Thursday, March 15, 2012

Madonna #MDNA Preview: I Don't Give A

featuring Nicki Minaj.

34 comments:

  1. Ok, i don't HATE it, but i do wish M would go back to Ray of Light / Music.

    I'm not really loving these Solvieg songs tbh, still WAY better than GMAYL though.

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    1. LOVE GMAYL! Top 10. Woohoo!!

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    2. Punk Funk And Spunk .............. This ROCKS !!!!!

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  2. IT'S THE BEST THING SHE'S DONE SINCE WHITE HEAT. *fag*

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  3. I don't see how any of these songs fit together... I need to hear the album in full to judge this.

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  4. I love it! I hope it becomes a single!

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  6. Did anyone hear Nikki say "Madonna, are you more original than gaga?"

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  7. it just keeps getting better & better - I love this, it's fuuuun!

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    1. Me too! Still miss the old days of knowing nothing!

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  8. Excellent!

    Total 80's funk. Classic Madonna, once again!

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  9. Sidewalk Talk circa 2012. Very very good.

    Should have been the 1st single.

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  10. GMAYL was made for the superbowl and most likely, not literally. It was a no brainer as the first single being the SB happened at the time.

    Deal with it, people.

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    1. The problem is, i don't even think it should have made it onto the album. It completely fails on every level if you ask me. I know it's all personal prefernc, but i think it was the worst single of her career. I just hated it.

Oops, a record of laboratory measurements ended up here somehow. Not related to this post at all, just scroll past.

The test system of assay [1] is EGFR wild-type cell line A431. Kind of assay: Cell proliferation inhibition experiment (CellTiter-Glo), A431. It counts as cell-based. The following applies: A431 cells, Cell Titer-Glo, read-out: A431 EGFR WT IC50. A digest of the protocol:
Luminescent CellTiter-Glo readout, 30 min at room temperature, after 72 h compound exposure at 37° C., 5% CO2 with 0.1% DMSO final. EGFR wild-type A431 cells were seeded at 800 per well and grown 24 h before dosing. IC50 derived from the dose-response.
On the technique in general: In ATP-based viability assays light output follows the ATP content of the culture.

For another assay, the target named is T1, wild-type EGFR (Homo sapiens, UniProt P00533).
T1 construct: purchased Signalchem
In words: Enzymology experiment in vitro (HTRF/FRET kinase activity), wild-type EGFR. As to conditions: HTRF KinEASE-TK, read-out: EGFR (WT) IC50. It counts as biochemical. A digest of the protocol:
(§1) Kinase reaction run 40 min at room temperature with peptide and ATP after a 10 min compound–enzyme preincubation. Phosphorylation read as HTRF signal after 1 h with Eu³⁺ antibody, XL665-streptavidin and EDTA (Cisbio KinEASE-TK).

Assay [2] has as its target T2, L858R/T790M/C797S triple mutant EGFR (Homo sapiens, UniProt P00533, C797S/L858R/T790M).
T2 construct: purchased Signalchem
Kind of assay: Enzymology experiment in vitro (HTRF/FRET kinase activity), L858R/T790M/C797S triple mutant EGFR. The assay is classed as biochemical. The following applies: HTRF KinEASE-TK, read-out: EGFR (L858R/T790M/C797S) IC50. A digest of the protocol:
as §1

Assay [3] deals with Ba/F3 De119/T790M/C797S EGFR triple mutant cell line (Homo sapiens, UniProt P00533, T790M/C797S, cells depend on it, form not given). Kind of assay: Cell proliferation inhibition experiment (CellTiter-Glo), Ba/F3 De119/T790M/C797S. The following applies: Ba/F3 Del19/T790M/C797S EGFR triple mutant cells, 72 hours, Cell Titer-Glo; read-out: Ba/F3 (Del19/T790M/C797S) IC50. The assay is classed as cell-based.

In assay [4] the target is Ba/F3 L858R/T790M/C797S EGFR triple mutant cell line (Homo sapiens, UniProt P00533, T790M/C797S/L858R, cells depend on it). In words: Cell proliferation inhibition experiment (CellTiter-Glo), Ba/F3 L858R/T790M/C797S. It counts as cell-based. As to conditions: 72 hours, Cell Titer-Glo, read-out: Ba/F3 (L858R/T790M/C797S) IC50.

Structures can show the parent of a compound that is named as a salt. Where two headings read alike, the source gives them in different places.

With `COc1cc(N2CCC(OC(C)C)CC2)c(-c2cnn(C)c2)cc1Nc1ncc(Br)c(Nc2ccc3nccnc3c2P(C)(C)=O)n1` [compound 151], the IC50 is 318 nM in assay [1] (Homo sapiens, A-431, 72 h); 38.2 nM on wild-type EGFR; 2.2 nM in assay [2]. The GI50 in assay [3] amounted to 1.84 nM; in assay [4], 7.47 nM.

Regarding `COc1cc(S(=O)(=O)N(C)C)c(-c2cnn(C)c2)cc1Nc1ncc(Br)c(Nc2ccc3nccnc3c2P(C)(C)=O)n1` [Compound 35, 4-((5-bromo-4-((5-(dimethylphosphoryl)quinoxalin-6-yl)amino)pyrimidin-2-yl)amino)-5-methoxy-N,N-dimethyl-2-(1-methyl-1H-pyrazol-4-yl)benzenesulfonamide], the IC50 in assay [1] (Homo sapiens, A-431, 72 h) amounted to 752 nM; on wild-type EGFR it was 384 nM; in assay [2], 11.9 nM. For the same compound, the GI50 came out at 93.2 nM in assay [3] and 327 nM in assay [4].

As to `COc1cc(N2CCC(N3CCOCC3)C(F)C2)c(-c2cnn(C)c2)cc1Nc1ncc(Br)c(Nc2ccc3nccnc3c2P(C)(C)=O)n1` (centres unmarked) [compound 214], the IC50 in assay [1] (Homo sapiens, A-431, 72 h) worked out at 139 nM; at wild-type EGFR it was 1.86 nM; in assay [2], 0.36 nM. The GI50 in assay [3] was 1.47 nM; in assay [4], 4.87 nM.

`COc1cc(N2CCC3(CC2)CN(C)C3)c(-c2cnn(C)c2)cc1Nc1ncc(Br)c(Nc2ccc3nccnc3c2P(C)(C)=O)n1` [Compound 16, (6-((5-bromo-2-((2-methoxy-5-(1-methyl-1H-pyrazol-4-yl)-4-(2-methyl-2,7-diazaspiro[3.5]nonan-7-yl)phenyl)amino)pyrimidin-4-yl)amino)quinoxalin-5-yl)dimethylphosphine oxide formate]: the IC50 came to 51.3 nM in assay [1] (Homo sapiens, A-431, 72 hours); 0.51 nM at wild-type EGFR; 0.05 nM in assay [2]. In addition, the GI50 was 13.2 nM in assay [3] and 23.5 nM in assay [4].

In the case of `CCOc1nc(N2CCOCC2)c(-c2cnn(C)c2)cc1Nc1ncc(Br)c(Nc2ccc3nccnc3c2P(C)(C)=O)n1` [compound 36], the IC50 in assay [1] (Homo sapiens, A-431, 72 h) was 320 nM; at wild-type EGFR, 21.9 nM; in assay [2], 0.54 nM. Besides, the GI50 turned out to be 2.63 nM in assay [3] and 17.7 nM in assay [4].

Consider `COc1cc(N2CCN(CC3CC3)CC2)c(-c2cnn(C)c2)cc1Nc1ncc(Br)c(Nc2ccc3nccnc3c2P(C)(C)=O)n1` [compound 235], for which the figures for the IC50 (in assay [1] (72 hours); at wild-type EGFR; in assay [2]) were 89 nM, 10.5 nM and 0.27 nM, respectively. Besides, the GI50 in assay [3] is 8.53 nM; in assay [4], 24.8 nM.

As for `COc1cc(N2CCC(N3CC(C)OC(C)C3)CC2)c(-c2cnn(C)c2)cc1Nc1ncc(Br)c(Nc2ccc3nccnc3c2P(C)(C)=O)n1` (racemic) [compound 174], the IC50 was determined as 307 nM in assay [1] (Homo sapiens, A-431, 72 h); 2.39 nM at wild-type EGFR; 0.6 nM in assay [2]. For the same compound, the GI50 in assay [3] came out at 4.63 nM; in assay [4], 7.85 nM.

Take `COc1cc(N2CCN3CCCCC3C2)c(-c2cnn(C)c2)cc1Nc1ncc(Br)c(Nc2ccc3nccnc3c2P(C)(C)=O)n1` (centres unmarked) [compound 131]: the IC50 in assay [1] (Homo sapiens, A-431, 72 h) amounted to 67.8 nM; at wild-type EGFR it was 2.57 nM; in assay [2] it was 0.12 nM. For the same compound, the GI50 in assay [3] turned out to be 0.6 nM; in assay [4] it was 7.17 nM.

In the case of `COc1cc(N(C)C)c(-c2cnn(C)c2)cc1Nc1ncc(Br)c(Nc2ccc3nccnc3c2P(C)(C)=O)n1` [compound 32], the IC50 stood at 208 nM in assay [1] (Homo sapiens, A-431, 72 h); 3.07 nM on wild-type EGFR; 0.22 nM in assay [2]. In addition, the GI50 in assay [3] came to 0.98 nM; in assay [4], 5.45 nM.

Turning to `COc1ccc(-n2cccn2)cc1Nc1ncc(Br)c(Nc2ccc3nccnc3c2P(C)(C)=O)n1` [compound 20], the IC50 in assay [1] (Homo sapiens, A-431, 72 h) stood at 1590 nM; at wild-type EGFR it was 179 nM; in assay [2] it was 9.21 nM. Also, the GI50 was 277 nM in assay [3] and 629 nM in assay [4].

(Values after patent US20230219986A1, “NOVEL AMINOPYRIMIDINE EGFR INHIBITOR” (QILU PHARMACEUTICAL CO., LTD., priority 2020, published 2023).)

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    2. I enjoy Gimme but perhaps it should have been excusively put out for the SB and then later added as a bonus track. From the sound of it, it stands out like a sore thumb.

      That's not to say I did not enjoy it. It has an uplifting fun quality. But based off of these clips, there are much far better options for the lead single.

      Oh and Rolling Stone gave MDNA 3.5/5.

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    3. To add to that, it's been said that Madonna and the label even wanted to pull the plug on it but MIA and Niki had already committed to it and nothing could be changed.

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    4. I happen to like the song, our radio plays it and the more I hear it the more I like it.

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    5. I happen to believe if Madonna wanted to pull the plug on anything it would happen.

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    6. Yes, I agree with @Alan Norman. What Madonna wants, Madonna gets. Esp if it's regarding her material. She's been in the business long enough to earn that power and respect.

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    7. GMAYL is a personal preference, i myself have grown to like it, i hear it in the gym all the time and i smile when i see all those straight boy weight lifters singing along and moving to the beat,

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    8. PS ... I fucking hate that LMFAO remix though with venom

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  11. Get me sum of that M.D.N.A. NOW!!!

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  12. RS only gave it 3.5 out of 5? yikes. judging from all the reviews it should have gotten a 4 at least. they gave HC a 4.

    so if going by RS, this album is worse then HC :)

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    1. OH PLEASE...'Rolling stone'..talk about an irrelevant magazine..now that is one music review mag that is well 'past it's sell-by date'. And if you judge everything by what some critic or reviewer tells you...you need to 'wake-up' my friend. MAKE YOUR OWN JUDGMENTS..WHEN IT'S RELEASED!!!! #justsaying